Syphilis: Clinical Aspects

Abstract

Syphilis is a common sexually transmitted disease which, if left untreated, can result in a multiorgan infection. The causative organism is the spirochaete (from the Greek ‘spiral hairs’) Treponema pallidum. Other subspecies cause similar diseases such as yaws and pinta but these tend to be less severe and do not cause multisystem morbidity. Syphilis is a classic biphasic illness characterised by an initial skin infection which may be followed years later by involvement of the central nervous system (CNS), skeletal and cardiovascular systems with the great vessel the aorta at particular risk. Congenital transmission can occur and a range of clinical features can afflict the baby. Severe deformities, and even intrauterine death, are associated with transmission late in the pregnancy. Early and appropriate antimicrobial treatment of syphilis in all its guises is therefore of critical importance. Newer imaging techniques have become a useful adjunct in aiding diagnosis, which still relies heavily on serological assays and clinical acumen.

Key Concepts:

  • Enhancement of infectivity of syphilis and of early syphilitic lesions, in patients with concomitant HIV.

  • The relapsing nature of syphilis, both in early stages and in the late congenital disease, as in interstitial keratitis and Clutton's joints.

  • Primary form of syphilis is an early localised primary lesion. The secondary phase is manifested by a systemic disease, whereas the later stages are again localised.

  • Similarly, early congenital lesions tend to be disseminated, whereas late lesions are localised.

  • Newer imaging techniques are useful both in diagnosis and for monitoring treatment, especially in those patients with brain and cardiovascular syphilis.

Keywords: clinical syphilis; HIV; rash; syphilis of heart; syphilis of nervous system; treatment

Figure 1.

Bone scan of syphilitic periostitis using a 99mTc radioisotope. Reproduced from Teng‐Teng et al. with permission from BMJ Publishing Group Ltd.

Figure 2.

Experimental T. pallidum infection in rabbits. Ulcerative rash on the shaved surface of a rabbit inoculated intravenously with T. pallidum showing diffuse symmetrical distribution of the lesions.

Figure 3.

Right eye of patient at presentation: (a) colour fundus photograph showing the raised creamy yellow choroidal lesion and retinal haemorrhages; (b) early and (c) late phase of the FFA showing early hyper‐ and hypofluorescence and late leak; (d) ICG of the right eye showing hyperfluorescent spots nasal to the disc; and (e) Optical Coherence Imaging (OCT) demonstrating the presence of subretinal fluid. Reproduced from Joseph et al. with permission from Nature Publishing Group.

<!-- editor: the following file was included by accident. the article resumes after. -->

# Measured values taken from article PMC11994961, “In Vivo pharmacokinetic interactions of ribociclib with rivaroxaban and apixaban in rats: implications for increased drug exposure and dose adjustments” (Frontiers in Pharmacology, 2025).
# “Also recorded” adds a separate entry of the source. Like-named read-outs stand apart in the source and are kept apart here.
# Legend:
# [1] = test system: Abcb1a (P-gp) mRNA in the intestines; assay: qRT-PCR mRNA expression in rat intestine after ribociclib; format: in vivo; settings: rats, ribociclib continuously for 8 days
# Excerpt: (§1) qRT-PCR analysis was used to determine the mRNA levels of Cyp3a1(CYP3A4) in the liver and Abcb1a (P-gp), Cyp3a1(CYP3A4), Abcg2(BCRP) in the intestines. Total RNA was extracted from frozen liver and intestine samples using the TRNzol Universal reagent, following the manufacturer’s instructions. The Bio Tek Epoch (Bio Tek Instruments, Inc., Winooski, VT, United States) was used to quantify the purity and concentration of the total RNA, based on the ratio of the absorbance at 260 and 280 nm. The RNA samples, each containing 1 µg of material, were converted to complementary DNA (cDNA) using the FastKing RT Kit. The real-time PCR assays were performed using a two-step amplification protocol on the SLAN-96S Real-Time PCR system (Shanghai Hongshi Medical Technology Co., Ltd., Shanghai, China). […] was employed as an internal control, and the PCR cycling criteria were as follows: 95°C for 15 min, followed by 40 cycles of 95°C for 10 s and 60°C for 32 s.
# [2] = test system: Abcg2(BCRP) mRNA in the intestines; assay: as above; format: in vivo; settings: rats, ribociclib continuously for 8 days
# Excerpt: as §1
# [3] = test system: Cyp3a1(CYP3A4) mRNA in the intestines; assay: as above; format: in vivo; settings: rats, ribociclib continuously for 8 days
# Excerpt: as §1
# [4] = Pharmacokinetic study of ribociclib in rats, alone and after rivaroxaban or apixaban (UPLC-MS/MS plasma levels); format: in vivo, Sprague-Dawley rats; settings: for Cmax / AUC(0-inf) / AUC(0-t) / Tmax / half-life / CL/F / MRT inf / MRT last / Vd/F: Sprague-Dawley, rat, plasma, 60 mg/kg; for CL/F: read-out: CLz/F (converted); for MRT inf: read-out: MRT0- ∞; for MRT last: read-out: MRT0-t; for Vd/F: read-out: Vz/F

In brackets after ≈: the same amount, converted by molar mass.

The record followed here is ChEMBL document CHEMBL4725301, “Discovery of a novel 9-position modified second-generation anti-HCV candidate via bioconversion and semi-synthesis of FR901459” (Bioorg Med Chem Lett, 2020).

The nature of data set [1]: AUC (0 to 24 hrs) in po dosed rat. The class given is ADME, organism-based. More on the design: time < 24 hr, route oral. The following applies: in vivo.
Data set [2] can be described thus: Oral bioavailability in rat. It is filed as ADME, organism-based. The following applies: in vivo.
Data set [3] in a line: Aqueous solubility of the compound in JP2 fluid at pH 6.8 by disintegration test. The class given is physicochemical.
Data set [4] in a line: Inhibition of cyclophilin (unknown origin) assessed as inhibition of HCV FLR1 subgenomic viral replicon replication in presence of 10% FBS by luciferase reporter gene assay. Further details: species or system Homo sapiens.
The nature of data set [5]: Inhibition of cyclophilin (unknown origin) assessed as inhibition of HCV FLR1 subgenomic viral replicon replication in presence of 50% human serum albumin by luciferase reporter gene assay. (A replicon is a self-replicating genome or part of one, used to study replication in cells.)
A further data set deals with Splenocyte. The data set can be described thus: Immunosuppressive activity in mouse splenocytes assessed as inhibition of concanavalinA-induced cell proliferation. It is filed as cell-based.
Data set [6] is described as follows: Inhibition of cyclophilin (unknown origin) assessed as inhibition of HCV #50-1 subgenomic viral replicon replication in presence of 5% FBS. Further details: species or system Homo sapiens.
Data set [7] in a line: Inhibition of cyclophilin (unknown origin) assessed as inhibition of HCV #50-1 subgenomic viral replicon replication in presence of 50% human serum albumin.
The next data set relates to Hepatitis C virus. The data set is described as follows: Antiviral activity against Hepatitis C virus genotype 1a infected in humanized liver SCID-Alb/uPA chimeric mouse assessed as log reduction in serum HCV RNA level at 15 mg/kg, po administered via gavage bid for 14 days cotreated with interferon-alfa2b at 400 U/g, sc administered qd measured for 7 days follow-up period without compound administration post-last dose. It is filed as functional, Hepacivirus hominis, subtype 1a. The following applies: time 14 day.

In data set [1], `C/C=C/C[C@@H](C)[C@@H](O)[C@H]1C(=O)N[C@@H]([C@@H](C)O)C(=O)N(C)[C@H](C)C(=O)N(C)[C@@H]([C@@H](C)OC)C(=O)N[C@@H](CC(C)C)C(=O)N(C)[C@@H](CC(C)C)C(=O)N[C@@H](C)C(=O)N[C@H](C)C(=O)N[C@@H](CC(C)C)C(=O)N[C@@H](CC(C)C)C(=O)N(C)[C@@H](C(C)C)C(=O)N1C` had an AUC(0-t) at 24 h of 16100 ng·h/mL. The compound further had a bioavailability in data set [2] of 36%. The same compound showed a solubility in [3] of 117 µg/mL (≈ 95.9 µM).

Figure 4.

Charcot knee showing subluxation of the joint with shortening. Patient presented with swelling and mild nocturnal joint pain.

Figure 5.

(a and b) Angiography showed critical obstruction from both right and left main coronary ostia. (c) Biopsy revealed nonspecific aortitis characterised by lymphocyte and plasma cell infiltrate adjacent to small vessels in the adventitia. (d) Contrast‐enhanced multidetector computed tomography confirmed the ostial coronary obstructions. (e) Three‐dimensional surface reconstruction showing clearly near‐obstruction of both right and left coronary ostia, as well as the three surgical bypass grafts (arrowheads, from left to right: saphenous vein to right coronary; left internal thoracic to left anterior descending; saphenous vein to marginal branch of the circumflex coronary arteries, respectively). Aortitis (the basic lesion of cardiovascular syphilis), aortic aneurysms and aortic regurgitation may all be detected by angiography, although such conditions may be primarily identified on echocardiography in the first instance. However an interesting case report published in 2009, shows the full role angiography and imaging can play in syphilitic aortitis. Reproduced from Vianna et al. with permission from Oxford University Press.

Figure 6.

Congenital syphilitic liver showing massive infiltrate of T. pallidum. The architecture of the liver is well preserved (Warthin and Starrey stain; original magnification ×900).

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Further Reading

Baughn RE and Musher D (2005) Secondary syphilitic lesions. Clinical Microbiology Reviews 18: 205–216.

Hira SK, Bhat GJ, Patel JB et al. (1985) Early congenital syphilis: clinico‐radiologic features in 202 patients. Sexually Transmitted Diseases 12: 177–183.

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Tramont EC (2010) Treponema pallidum (Syphilis). In: Mandel GL, Bennett JE and Dolin R (eds) Principles and Practice of Infectious Disease, 7th edn, vol. 2, chap. 238, pp. 3035–3053. New York: Elsevier Churchill Livingstone.

Wiedmann A (Ed.) (1962) Syphilis and Ulcus Molle. Heidelberg: Springer (German).

Worster‐Drought C (1940) Neurosyphilis (Syphilis of the Nervous System). London: John Bale.

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Wright, David J, Norris, Steven J, Dhillon, Rishi H‐P, and Edmondson, Diane G(Jan 2012) Syphilis: Clinical Aspects. In: eLS. John Wiley & Sons Ltd, Chichester. http://www.els.net [doi: 10.1002/9780470015902.a0002245.pub3]